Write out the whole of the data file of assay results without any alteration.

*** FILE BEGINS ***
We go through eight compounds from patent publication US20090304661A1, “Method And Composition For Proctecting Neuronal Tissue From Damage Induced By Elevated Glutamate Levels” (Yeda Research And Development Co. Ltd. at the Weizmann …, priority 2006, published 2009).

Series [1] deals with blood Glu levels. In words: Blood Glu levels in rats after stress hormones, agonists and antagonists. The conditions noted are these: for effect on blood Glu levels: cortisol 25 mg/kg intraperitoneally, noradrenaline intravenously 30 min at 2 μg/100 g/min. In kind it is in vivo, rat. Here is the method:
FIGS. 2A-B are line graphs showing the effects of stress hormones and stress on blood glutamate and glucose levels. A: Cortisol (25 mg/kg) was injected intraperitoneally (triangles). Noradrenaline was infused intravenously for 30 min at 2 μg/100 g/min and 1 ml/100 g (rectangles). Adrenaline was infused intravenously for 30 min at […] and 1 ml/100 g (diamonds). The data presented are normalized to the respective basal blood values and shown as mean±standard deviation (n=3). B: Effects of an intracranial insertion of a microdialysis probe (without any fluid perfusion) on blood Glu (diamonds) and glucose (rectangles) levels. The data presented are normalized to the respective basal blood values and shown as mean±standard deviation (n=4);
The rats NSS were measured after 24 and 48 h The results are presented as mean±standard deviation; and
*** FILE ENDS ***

We go through eight compounds from patent publication US20090304661A1, “Method And Composition For Proctecting Neuronal Tissue From Damage Induced By Elevated Glutamate Levels” (Yeda Research And Development Co. Ltd. at the Weizmann …, priority 2006, published 2009).

Series [1] deals with blood Glu levels. In words: Blood Glu levels in rats after stress hormones, agonists and antagonists. The conditions noted are these: for effect on blood Glu levels: cortisol 25 mg/kg intraperitoneally, noradrenaline intravenously 30 min at 2 μg/100 g/min. In kind it is in vivo, rat. Here is the method:
FIGS. 2A-B are line graphs showing the effects of stress hormones and stress on blood glutamate and glucose levels. A: Cortisol (25 mg/kg) was injected intraperitoneally (triangles). Noradrenaline was infused intravenously for 30 min at 2 μg/100 g/min and 1 ml/100 g (rectangles). Adrenaline was infused intravenously for 30 min at […] and 1 ml/100 g (diamonds). The data presented are normalized to the respective basal blood values and shown as mean±standard deviation (n=3). B: Effects of an intracranial insertion of a microdialysis probe (without any fluid perfusion) on blood Glu (diamonds) and glucose (rectangles) levels. The data presented are normalized to the respective basal blood values and shown as mean±standard deviation (n=4);
The rats NSS were measured after 24 and 48 h The results are presented as mean±standard deviation; and